New WB report attests high tobacco taxes have only a small role in illicit trade

Bangkok, 4 February 2019: A major new World Bank (WB) report entitled Confronting Tobacco Illicit Trade: A Global Review of Country Experiences underscores that tobacco taxes play only a minor role in illicit trade and that addressing illicit trade and raising tobacco taxes are mutually reinforcing actions.

The threat of illicit trade is a false argument that the tobacco industry always uses to oppose effective tobacco tax increases. This new WB report exposes the flaws of this argument. Worldwide evidence shows that illicit trade is much less in countries with high tobacco taxes and prices than in countries with low tobacco taxes and prices. Non-price factors such as corruption, weak regulatory frameworks, and the availability of informal distribution networks appear to be far more important factors. Tobacco companies simply want to keep cigarettes cheap and affordable to the youth and the poor,” said Dr. Ulysses Dorotheo, Executive Director of the Southeast Asia Tobacco Control Alliance (SEATCA).

The report states, “Countries as different in levels of economic and institutional development as the United Kingdom, Kenya and Georgia have all successfully improved the effectiveness of their tobacco tax administration and, by doing so, reduced tobacco illicit trade while increasing tobacco taxes and tobacco tax revenues.”

Four bills proposing to increase tobacco taxes are currently being deliberated in the Philippine Senate, where some legislators use the same argument as the tobacco industry– that increasing tobacco taxes will worsen illicit trade. Similar scenarios are happening in Cambodia, Malaysia, Myanmar, and Vietnam.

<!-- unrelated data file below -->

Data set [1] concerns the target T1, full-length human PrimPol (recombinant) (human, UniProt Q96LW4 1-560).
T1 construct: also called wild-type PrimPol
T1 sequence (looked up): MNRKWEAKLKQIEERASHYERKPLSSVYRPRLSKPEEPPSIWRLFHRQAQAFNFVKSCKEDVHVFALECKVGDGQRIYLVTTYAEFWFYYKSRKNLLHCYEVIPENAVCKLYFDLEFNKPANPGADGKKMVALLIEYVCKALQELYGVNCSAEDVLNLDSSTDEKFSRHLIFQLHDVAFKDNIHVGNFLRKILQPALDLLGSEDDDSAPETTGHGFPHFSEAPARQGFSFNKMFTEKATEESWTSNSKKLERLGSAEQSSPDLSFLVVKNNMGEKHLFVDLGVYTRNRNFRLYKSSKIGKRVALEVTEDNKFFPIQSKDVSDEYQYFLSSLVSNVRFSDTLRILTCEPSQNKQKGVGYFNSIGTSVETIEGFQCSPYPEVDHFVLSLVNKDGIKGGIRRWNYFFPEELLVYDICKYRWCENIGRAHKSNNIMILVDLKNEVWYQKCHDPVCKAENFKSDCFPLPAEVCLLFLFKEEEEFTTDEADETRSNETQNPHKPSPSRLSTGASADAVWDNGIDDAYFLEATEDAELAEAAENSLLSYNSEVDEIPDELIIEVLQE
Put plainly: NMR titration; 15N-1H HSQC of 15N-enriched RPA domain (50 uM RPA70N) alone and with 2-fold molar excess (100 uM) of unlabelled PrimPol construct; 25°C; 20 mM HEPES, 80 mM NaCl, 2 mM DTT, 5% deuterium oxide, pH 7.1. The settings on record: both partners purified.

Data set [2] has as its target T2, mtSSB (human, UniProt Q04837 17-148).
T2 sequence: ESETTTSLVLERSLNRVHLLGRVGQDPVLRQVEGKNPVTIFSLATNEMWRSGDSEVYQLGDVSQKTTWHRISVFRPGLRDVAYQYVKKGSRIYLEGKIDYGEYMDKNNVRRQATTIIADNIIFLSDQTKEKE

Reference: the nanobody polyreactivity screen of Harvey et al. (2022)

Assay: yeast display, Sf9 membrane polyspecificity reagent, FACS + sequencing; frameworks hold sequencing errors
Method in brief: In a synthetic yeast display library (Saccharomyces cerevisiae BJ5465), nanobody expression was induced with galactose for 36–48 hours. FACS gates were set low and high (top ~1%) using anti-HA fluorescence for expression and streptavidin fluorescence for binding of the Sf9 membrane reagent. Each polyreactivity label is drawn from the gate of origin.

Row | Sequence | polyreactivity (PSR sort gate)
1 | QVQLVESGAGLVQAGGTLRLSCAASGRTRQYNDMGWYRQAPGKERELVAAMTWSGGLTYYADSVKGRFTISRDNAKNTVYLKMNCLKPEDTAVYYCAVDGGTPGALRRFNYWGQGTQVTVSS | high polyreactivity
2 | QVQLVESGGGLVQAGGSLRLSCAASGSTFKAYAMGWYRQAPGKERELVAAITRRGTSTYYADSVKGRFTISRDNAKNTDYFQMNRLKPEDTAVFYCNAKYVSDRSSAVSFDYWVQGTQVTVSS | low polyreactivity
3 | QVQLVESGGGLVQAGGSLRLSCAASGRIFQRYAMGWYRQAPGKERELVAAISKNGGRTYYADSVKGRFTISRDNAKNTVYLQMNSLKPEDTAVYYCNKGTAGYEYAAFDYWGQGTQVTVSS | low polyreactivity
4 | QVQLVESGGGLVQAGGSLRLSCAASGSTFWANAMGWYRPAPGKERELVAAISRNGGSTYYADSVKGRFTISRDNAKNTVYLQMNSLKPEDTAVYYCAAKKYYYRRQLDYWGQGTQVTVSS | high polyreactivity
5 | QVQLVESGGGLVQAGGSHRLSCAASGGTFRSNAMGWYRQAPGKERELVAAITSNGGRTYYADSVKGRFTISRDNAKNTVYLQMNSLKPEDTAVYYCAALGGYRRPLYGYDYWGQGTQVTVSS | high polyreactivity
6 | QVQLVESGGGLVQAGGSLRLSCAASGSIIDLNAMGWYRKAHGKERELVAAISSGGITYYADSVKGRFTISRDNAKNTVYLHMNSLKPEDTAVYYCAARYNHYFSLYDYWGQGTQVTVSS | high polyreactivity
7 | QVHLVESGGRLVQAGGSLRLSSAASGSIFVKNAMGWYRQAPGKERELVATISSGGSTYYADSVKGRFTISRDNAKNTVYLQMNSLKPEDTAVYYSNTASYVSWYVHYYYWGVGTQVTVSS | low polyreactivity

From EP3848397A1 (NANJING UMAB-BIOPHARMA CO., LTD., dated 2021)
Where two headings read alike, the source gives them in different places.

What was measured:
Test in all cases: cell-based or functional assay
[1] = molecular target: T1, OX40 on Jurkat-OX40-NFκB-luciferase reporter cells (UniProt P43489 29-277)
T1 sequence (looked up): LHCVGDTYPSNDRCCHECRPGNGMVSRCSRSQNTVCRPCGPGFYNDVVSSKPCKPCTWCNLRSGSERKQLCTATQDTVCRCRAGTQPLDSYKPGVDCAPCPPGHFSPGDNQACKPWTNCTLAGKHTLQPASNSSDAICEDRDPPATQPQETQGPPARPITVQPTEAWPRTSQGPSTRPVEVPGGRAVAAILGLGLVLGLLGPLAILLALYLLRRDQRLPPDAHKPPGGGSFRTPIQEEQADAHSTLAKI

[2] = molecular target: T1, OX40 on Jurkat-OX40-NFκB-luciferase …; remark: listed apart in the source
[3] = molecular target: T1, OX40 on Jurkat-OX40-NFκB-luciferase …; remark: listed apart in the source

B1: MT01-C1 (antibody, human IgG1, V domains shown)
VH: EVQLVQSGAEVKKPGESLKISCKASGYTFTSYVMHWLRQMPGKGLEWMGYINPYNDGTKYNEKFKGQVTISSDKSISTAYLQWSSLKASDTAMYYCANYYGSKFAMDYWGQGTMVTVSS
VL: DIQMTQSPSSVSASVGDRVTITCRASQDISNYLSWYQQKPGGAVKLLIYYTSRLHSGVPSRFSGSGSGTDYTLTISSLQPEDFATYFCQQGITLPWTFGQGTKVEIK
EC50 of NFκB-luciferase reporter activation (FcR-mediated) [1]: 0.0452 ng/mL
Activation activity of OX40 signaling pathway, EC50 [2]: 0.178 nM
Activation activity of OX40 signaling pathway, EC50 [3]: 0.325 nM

Like in many other countries, the Philippine case study presented in the report documents how tobacco tax reforms implemented since 2013 have generated significant government revenues and reduced smoking prevalence, even as illicit trade was reduced due to robust campaign led by the Bureau of Internal Revenue (BIR) and the Bureau of Customs (BOC), employing a wide range of enforcement tools aligned with the WHO Framework Convention on Tobacco Control (FCTC) and its Protocol to Eliminate Illicit Trade in Tobacco Products. These include the affixture of revenue stamps, profiling, licensing, monitoring and surveillance of taxpayers and importers, use of x-ray machines and other technology, audit programs and the imposition of stiff penalties for violators.

Professor Anna Gilmore from the University of Bath and one of the co-authors of the UK case study said, “The World Bank report proves that tobacco industry data and claims about smuggling cannot be trusted. It also highlights the industry’s appalling history of involvement in tobacco smuggling. As countries move to implement supply chain controls and track and trace systems to address smuggling it is therefore vital they ensure these systems are independent of the tobacco industry.”

“All governments and policy makers should be reassured by this report and intensify their campaign to raise tobacco taxes while reducing illicit tobacco,” added Dorotheo.

In the Philippines, tobacco tax revenues amount to about PHP 120 billion annually, while the healthcare costs for four major tobacco-related diseases are estimated at PHP 210 billion annually.

Wendell C Balderas, Media and Communications Manager – SEATCA

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SEATCA is a multi-sectoral non-governmental alliance promoting health and saving lives by assisting ASEAN countries to accelerate and effectively implement the evidence-based tobacco control measures contained in the WHO FCTC. Acknowledged by governments, academic institutions, and civil society for its advancement of tobacco control movements in Southeast Asia, the WHO bestowed on SEATCA the World No Tobacco Day Award in 2004 and the WHO Director-General’s Special Recognition Award in 2014.